Today I wanted to share my eating disorder story with you. This is a hard post for me to write, but it feels right and I know that much of the blogging community is so incredibly supportive, not to mention a lot of bloggers have also dealt with EDs/disordered eating and can relate.

My anorexia really began in the fall of 2008, but it’s safe to say that I started engaging in disordered eating a couple of years earlier, when I was a freshman in high school. I was in a required health class at school, and of course, we learned all about nutrition. I learned that fats are “bad” and you shouldn’t eat too much, or anything deemed unhealthy. Well, I took that information and ran with it. I was never a  junk food eater but I started actively seeking out fat-free products at the grocery store. I wasn’t really restricting or anything, so my parents didn’t notice the small change in my eating habits.

9th grade. Before my ED, but I still felt insecure in my body.

In the fall of my junior year, I started looking at Yahoo Answers, which is basically just an online community where you can ask questions and get answers from other users. It started out innocently enough–I was just asking for school and fashion advice and answering others’ questions. But for whatever reason, I really became dissatisfied with my body during this time. I’ve always been a small girl, one of the shortest and most petite of girls my age. I’ve also been teased a lot for my size, and I’ve never had much self-esteem because of it, plus I’m fairly shy. Not to mention, my best friend since third grade and I were slowly drifting apart and I found myself distant from the close-knit group of friends I’d had since elementary school. I started feeling like if I could improve my body somehow, my life and relationships would be so much better. So I started asking questions about if I was skinny enough, how to lose weight, etc. At that time, I was 85 pounds at a height of 5’1. So definitely not fat at all; in fact, that’s pretty thin. And honestly, my ED didn’t start out with a desire to lose weight. I just wanted to improve myself, so I started trying to eat super-healthy.

But it wasn’t that healthy. I started out being focused on cutting out fats. I was eating mostly fat-free products, which aren’t too nutritious. I really liked this one Lean Cuisine meal with shrimp and noodles because it was really low in fat and pretty low in calories too. I also would eat plain black beans and plain rice for dinner…that was it, and it wasn’t even a serving size. Around that time, I’d discovered almond butter, and I loved it, but I was so scared of fats that I would only eat maybe a teaspoon a day, if that. In February 2009 or so, I started cutting back on carbs too after reading about people’s weight loss success on low-carb diets. At this point, my eating had definitely become restricted, not only in variety, but also amount. I would have a slice of light toast with half a teaspoon of almond butter and “hot chocolate” made with Hershey’s unsweetened cocoa powder and water for breakfast, a sugar-free Jell-O and a jelly sandwich made on one slice (cut in half) of light bread for lunch, a sugar-free pudding or a small handful of pretzel twists for a snack and then a miniscule amount of the dinner my family was having. I thought I was being so healthy, and I thought I’d be satisfied with my shrinking body, but I wasn’t. I saw myself as fat and ugly every single day. I was freezing cold all the time, my feet were constantly purple, I was losing hair, my skin was dried out and it hurt to sit down for any amount of time. I used a tape measure every day to measure my arms, legs and waist to see if they’d gotten any smaller, since we didn’t have a scale I could use. I tried to convince myself I was happy this way, but I wasn’t.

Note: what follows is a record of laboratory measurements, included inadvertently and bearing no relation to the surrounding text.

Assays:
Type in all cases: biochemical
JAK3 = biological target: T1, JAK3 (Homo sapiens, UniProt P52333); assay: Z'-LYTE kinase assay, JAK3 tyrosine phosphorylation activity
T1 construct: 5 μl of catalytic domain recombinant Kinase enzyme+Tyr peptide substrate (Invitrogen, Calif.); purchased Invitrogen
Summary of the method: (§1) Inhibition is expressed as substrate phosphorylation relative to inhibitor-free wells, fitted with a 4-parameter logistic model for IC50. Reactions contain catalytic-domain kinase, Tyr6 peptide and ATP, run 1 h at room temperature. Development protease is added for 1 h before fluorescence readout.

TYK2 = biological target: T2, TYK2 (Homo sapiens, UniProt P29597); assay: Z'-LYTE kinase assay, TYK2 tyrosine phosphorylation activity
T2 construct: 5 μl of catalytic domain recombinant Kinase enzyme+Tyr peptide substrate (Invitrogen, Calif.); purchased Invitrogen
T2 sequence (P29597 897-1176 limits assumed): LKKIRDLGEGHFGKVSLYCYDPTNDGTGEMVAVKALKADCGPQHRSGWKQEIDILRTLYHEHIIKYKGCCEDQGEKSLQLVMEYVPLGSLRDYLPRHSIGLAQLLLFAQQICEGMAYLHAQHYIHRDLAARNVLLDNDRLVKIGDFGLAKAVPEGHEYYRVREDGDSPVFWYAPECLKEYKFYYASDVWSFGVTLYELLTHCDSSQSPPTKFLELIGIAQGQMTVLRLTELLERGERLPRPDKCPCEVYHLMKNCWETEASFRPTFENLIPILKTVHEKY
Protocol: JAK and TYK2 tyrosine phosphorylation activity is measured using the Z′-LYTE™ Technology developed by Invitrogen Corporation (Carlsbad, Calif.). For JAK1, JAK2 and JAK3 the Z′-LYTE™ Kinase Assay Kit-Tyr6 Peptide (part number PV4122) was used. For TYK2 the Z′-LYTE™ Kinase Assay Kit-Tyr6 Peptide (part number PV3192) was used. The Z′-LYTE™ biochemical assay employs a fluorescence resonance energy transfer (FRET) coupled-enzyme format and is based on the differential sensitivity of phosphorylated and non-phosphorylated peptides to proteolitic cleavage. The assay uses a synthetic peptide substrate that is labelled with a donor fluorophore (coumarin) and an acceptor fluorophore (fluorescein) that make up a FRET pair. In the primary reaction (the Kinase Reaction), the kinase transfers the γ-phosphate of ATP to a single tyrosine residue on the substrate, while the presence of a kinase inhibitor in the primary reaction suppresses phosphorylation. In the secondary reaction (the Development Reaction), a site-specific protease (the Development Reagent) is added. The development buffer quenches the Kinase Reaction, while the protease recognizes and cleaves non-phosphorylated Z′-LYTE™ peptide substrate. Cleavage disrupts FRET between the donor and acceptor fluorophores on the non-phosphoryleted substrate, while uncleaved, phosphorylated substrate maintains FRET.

February of my junior year. Almost at my worst point, but I couldn't see how sick and skinny I was.

My parents started really catching on in March. I was continuing to eat a tiny amount, while also working out in P.E. class every day for 45 minutes. Almost every day after school, I’d come home and sleep because I was so weak and exhausted. My mom showed me an article from Seventeen about a girl who had anorexia and she said it sounded like me. Of course, I denied it, but I knew deep down I had a problem–I just couldn’t stop. Slowly starving myself gave me a high, it made me feel good…at least for the short term.

Then came the day that I had to go to the doctor. I don’t think I was scared at all, because I honestly didn’t think I’d lost any weight. Then I stepped on the scale…76 pounds. I’d lost 9 pounds in the matter of a few months. I know that sounds like such a small number, but keep in mind, I was already pretty underweight to begin with. I’d lost 12 percent of my body weight, which is a lot.

The next day, I woke up thinking everything would be normal. But it wasn’t. My parents sat me down and had a long talk about my anorexia. They knew I’d been asking for advice on Yahoo Answers and they knew a lot of other stuff I thought I’d been hiding well. After the talk, I cried pretty much all day. My parents also started forcing me to eat–and it felt like a LOT! I felt so full, disgusting and fat that entire day and many more to come. That night, my dad made me eat an apple and I was so mad that I threw it at him and said I hated them so much. I really regret saying that now, but I know my mind was in such a sick place back then that I couldn’t see that they were trying to help. I just thought they were trying to make me fat…

April 2009. The beginning of my recovery.

 

Part 2 coming soon!